I put two and two together and figured that his curiosity must have led him to find out more about me from others in the home fellowship with whom he was well-acquainted. My former marital challenges led many to the conclusion that my husband was taken away while I stood there, wringing my hands and watching helplessly. The idea that a Nigerian, Christian woman could proactively choose my current path is almost inconceivable – much too unusual for most people to imagine that I even had a choice.

Apart from the fact that it's inaccurate, I simply didn’t like this portrait of myself which I presumed was being painted by others. I didn’t like this idea, either, that I (or whoever else) only ‘deserved’ prayer if I walked out to the front of the church. For whose benefit, I wondered? Was this an absolute requirement from God, or was this more about personal ego? If God had indeed given some revelation about someone, why couldn't we just pray without any fanfare? I wondered if those around me (who expected me to obediently identify myself) were secretly offended by my stubbornness. I clearly must have lost a few popularity points that day.

Maybe I was just being unnecessarily sensitive.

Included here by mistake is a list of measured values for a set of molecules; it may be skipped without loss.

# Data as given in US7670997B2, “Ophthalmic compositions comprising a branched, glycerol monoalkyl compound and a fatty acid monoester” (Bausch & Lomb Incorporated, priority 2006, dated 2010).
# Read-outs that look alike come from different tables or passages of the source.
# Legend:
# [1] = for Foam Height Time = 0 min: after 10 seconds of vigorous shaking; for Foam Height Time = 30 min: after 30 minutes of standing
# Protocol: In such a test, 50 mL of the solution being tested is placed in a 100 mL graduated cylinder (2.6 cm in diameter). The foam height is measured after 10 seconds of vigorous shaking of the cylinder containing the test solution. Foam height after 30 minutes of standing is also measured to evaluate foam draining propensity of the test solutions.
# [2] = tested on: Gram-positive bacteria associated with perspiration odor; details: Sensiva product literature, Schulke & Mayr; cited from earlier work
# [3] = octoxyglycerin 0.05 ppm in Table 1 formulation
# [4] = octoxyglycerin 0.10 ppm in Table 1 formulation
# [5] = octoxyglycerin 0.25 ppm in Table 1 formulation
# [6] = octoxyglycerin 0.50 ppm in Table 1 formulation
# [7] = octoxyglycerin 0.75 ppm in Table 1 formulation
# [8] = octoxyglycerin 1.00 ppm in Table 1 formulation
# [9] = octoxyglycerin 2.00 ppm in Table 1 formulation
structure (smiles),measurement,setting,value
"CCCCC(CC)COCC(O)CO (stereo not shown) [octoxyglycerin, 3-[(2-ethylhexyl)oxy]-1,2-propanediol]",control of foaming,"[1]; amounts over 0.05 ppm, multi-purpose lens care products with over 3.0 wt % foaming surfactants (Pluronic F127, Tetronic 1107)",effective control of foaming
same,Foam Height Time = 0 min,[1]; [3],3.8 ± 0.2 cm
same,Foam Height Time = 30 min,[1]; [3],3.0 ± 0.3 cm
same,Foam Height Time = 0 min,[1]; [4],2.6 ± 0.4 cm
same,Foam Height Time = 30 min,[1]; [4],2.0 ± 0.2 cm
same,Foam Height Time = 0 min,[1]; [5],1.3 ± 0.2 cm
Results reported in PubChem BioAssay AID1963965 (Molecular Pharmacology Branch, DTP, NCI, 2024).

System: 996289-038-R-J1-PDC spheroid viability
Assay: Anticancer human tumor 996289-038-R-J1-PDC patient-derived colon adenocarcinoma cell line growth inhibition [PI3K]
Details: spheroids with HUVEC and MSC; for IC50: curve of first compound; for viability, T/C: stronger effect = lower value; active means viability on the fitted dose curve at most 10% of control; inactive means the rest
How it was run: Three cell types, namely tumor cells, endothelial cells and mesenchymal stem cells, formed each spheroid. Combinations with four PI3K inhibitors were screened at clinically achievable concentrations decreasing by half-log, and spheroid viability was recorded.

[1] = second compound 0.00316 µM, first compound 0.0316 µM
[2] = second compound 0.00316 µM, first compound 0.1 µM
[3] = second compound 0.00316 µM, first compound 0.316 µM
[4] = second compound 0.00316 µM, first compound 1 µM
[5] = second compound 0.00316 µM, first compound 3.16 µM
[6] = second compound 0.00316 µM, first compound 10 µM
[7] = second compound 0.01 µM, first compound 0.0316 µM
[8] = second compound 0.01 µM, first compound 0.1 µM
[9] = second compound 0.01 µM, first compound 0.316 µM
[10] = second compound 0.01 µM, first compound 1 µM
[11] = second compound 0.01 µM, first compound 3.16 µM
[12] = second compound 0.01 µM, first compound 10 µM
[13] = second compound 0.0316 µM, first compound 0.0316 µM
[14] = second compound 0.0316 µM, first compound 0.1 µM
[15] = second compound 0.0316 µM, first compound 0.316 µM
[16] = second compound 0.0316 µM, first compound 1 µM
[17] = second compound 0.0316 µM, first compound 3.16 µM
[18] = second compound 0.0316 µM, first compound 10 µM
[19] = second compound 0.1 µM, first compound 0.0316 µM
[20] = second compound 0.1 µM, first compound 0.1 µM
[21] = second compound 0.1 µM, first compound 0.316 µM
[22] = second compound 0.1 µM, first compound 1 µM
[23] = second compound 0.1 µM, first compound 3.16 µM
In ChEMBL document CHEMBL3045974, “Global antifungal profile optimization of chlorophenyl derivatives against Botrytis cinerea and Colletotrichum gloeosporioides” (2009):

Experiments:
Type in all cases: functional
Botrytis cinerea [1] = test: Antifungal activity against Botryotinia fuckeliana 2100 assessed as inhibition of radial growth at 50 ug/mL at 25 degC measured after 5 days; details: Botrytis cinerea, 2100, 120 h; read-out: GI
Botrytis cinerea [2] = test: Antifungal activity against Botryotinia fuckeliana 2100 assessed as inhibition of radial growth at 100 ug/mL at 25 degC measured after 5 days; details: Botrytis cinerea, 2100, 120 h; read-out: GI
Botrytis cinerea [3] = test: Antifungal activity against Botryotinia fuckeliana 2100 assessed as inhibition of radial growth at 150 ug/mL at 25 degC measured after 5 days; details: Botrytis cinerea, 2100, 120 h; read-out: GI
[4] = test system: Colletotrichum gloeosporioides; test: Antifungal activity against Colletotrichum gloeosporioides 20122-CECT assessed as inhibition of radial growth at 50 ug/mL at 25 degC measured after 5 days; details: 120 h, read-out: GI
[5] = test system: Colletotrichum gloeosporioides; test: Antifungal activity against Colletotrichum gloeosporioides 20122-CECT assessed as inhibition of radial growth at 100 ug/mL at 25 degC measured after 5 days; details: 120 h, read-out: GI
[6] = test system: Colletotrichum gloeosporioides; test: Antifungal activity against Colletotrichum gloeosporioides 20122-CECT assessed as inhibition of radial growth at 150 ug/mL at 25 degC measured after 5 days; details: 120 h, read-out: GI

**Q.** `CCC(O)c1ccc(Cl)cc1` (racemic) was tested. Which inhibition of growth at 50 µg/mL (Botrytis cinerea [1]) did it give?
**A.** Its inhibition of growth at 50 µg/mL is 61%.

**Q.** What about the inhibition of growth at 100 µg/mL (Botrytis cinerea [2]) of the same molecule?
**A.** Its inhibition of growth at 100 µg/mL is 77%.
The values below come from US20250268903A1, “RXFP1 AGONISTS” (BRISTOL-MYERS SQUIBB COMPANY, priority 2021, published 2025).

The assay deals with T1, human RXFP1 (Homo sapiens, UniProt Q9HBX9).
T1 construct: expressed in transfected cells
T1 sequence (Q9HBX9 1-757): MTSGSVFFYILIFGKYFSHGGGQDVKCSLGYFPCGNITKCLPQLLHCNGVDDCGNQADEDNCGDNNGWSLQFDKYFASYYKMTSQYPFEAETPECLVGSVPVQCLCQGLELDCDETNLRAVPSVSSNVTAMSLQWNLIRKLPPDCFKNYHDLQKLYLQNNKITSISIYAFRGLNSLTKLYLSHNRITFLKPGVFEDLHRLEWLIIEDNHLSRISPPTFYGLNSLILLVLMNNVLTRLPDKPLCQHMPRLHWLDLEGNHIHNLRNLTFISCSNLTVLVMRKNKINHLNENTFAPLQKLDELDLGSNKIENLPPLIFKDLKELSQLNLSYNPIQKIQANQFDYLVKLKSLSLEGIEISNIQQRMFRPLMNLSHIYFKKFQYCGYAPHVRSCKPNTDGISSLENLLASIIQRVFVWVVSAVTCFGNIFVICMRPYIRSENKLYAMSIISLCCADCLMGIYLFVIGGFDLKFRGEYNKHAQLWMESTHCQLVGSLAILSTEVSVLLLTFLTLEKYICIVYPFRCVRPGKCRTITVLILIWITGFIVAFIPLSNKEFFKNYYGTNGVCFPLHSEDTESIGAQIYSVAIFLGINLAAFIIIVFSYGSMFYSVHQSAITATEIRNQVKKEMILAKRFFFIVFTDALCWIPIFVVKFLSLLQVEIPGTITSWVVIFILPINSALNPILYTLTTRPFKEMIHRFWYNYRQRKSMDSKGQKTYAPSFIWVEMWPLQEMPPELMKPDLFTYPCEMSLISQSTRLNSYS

I know my views aren’t exactly popular, and I’m sorry (sincerely) if I come across as irreverent or unspiritual. I’m very sensitive to the reality that I may come across this way and so I try to make things easier for everybody.  As much as I love to relate with people, I now subconsciously steer away from too much social interaction. I steer away from married women, for example, to spare them the discomfort of having to decide whether to befriend me or not. I do this with a full understanding of what it’s like to be married and have your husband tell you he’s uncomfortable with your friendship with a particular girlfriend. Rather than have this situation arise, I maintain a noticeable distance, while being polite and friendly. That way, anyone that actually wants to be a friend of mine has to deliberately seek me out, understanding what they’re getting into. That way, there are no hard feelings if I’m not sought after – and, hopefully, no feelings of guilt on the part of others for (understandably) deciding not to seek me out. That way, I avoid potential accusations (from husbands) of attempting to negatively influence their wives (something that’s typical of my people), just because we happen to be having a conversation – and accusations from wives of my being interested in their husbands.